Enquiries should be addressed to the Clerk, Nicolas Besly, Clerk of Sub-Committee E, Committee Office, House of Lords, London SW1A 0PW. Telephone 020 7219 3194.

Reforming Comitology

Report due mid-July: EU 31st Report, HL Paper 135.

Proposed Framework Decision on Racism and Xenophobia

Report due mid-July: EU 32nd Report, HL Paper 136.

Enquiries should be addressed to the Clerk, Nicolas Besly, Clerk of Sub-Committee E, Committee Office, House of Lords, London SW1A 0PW. Telephone 020 7219 3194.

Sub-Committee F
    (Social Affairs, Education and Home Affairs)
(Clerk: Tony Rawsthorne 020 7219 3326)

 Proposals to Establish a European Border Guard

The Sub-Committee has conducted an inquiry into integrated management of the European Unionís external borders and proposals to establish a European Border Guard. The starting point of the inquiry was a Communication of 7 May 2002 from the European Commission to the Council and the European Parliament Towards integrated management of the external borders of the Member States of the European Union.1 This led in June 2002 to agreement by the Council of an action plan on external border management.2 The inquiry will also examine the issues raised by an Italian-led feasibility study into the establishment of a European Police Border force.3

The Communicationís premise is that there is a need for a more homogeneous level of security at the EUís external borders to ensure mutual confidence between the Member States. The issue gains added importance from the forthcoming enlargement of the EU, which will greatly extend the EUís Eastern border and put it under the control

of new Member States. The eventual aim is the establishment of a European Corps of Border Guards. The Communication also examines the problems faced by existing Member States in policing long maritime borders.

The Communication identifies a number of issues that need to be addressed in the shorter term, including:

  • a common body of legislation
  • a mechanism for ensuring operational co-operation
  • common integrated risk analysis (including acting with third countries)
  • a harmonised curriculum and joint training for border guards
  • financial burden-sharing between Member States

The Italian-led feasibility study looked in more detail at the steps necessary for the gradual establishment of a European Border Guard. At Seville in June 2002 the European Council gave a general welcome to these initiatives and called for the work to be taken forward as a matter of urgency.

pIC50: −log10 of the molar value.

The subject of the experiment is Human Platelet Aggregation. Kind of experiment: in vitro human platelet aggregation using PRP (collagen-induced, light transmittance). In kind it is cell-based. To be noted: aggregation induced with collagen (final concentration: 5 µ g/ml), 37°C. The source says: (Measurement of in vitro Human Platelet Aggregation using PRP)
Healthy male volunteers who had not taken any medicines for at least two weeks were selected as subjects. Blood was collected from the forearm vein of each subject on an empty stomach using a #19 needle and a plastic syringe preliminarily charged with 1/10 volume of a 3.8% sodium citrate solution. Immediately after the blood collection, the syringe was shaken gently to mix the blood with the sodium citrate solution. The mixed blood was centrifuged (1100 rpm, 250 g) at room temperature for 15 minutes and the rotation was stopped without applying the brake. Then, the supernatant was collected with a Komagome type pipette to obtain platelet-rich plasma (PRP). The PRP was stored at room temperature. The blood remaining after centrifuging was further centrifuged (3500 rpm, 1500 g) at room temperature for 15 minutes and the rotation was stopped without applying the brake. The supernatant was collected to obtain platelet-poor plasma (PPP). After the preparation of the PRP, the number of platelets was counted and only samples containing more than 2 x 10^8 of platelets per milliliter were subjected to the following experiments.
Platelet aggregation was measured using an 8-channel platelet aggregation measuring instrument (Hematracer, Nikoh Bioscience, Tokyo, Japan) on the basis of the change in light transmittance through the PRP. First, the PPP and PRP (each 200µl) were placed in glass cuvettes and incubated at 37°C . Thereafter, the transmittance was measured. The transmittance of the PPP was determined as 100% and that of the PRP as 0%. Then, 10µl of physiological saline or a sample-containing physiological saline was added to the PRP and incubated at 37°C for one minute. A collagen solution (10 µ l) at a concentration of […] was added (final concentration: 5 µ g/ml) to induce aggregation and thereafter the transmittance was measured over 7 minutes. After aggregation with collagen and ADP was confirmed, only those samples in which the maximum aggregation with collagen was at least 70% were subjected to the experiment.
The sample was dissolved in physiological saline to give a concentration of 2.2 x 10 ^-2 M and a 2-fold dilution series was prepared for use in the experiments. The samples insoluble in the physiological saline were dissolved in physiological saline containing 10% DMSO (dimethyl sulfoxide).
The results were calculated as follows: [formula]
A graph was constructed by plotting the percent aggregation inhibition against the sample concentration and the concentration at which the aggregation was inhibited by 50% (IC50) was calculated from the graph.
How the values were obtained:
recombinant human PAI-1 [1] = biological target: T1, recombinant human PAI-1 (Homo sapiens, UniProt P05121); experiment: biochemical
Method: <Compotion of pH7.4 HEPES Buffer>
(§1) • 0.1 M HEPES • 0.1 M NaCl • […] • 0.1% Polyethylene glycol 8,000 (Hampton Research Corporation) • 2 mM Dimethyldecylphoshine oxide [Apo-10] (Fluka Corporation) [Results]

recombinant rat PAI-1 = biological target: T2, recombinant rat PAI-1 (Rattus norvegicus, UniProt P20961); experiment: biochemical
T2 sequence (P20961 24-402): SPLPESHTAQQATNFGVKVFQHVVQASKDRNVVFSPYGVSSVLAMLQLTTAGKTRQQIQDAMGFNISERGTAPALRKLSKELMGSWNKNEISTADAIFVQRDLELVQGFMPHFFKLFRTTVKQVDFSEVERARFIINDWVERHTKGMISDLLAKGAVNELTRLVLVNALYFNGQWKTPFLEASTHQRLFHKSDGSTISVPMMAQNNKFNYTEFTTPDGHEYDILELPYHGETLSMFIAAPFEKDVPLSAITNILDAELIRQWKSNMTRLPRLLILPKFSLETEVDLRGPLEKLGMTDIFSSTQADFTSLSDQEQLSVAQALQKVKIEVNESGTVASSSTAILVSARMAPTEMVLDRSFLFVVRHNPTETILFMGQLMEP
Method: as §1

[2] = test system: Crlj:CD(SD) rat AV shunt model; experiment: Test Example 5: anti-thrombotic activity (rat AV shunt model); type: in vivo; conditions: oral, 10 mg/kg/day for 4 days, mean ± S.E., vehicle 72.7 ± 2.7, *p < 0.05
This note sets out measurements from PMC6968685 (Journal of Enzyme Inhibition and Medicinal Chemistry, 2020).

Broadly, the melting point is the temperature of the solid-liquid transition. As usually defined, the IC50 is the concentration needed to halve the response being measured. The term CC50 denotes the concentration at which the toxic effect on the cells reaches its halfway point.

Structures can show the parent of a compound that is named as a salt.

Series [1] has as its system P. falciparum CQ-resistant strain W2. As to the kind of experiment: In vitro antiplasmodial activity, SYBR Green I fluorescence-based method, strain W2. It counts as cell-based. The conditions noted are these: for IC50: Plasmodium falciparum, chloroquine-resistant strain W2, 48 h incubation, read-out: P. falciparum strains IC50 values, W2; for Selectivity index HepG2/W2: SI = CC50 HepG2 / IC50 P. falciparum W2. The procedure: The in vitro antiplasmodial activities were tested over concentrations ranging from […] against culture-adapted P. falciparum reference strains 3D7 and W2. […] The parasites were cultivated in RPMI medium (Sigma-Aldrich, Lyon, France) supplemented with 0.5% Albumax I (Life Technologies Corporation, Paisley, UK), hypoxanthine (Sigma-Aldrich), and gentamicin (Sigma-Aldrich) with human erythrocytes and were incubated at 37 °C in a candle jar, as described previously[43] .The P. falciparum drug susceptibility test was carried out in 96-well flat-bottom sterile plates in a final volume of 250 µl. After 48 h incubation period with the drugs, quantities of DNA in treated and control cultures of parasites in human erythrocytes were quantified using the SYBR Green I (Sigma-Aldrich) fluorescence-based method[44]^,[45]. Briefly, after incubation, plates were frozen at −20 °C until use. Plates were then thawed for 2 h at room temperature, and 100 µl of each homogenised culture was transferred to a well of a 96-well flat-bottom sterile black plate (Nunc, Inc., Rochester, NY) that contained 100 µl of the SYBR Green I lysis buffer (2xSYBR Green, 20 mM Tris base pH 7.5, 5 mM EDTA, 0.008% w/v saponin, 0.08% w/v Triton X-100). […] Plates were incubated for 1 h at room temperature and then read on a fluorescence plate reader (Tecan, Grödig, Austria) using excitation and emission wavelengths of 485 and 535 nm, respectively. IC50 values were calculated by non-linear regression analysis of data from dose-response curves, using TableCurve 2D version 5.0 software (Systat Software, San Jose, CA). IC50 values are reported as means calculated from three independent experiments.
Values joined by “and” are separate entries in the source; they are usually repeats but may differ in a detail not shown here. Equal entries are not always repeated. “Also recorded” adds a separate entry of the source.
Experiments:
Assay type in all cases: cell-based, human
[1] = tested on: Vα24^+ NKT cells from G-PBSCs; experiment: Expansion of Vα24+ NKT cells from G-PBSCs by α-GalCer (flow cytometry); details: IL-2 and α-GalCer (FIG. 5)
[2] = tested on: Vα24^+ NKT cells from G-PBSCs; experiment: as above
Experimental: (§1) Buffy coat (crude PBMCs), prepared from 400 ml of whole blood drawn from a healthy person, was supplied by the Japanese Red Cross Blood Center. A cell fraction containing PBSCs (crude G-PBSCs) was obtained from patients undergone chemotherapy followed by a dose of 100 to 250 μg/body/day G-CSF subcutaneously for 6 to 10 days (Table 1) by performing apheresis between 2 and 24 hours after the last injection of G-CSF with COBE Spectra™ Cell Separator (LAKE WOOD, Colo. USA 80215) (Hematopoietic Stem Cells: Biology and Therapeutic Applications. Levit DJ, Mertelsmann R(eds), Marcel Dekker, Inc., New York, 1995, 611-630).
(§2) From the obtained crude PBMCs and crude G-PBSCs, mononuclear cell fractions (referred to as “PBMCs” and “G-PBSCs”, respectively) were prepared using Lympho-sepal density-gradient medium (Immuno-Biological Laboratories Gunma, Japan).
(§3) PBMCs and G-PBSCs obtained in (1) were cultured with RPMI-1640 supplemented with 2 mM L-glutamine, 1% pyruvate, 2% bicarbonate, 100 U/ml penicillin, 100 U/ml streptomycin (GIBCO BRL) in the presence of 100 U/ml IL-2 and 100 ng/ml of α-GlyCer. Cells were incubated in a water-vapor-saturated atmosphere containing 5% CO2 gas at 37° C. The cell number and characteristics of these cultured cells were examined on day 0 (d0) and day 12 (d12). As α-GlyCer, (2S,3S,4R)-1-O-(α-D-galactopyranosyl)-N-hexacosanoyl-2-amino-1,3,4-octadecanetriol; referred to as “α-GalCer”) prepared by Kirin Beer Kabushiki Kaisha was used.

This inquiry is a follow-up to the Sub-Committeeís recent inquiry into A Common Policy on Illegal Immigration. 4 Evidence is invited on all aspects of the subject. Questions on which the Sub-Committee would particularly welcome comments include the following:

    1.  What forms of co-operation between EU Member States on external border controls already exist, and what are their strengths and weaknesses?

    2. Is the Commissionís premise that a more homogeneous level of security is needed at the EUís external borders justified?
    3. What are the implications of enlargement for external border security?
    4. Are the measures to enhance operational and training co-operation proposed by the Commission sufficient or is there a need for a degree of legal, financial and organisational harmonisation?
    5. Should financial burden-sharing between the Member States take place?
    6. If so, how and to what extent?

    7. Has the case been made for a European Corps of Border Guards? If it has, what would be its main benefits and problems?

    8. What should be the nature, composition, powers and objectives of such a body? Should it operate only at land or also at sea borders?

    9. What should its legal basis be?

    10. How should it be organised, financed and trained?

    11. Should the UK participate in it? How would participation square with the UKís opt-out from the Schengen border control system?

The deadline for written submissions has now passed.

The Committee have finished taking evidence and a report is due Thursday 10 July: EU 29th Report, HL Paper 133.

Enquiries should be addressed to Tony Rawsthorne, Committee Office, House of Lords, London SW1A 0PW. (Telephone 020 7219 6612; Fax 020 7219 6715; e-mail: ).

1 Document COM (2002) 233 final, available on the Commissionís web-site:

2 Proposal of a plan for the management of the external borders of the Member States of the European Union, document 9834/02.

3 Feasibility study for the setting up of a "European Border Police", Final Report, Rome, May 2002.

Sub-Committee I(Clerk: Ms Rebecca Neal 020 7219 8650, e-mail:
    Fighting Infection

The Science and Technology Select Committee has set up Sub-Committee I, with Lord Soulsby of Swaffham Prior in the chair, to consider and report on issues relating to human infectious disease in the United Kingdom, including¾

  1. current effectiveness of the surveillance systems in the United Kingdom and potential problems in the future
  2. links between surveillance and treatment of infectious disease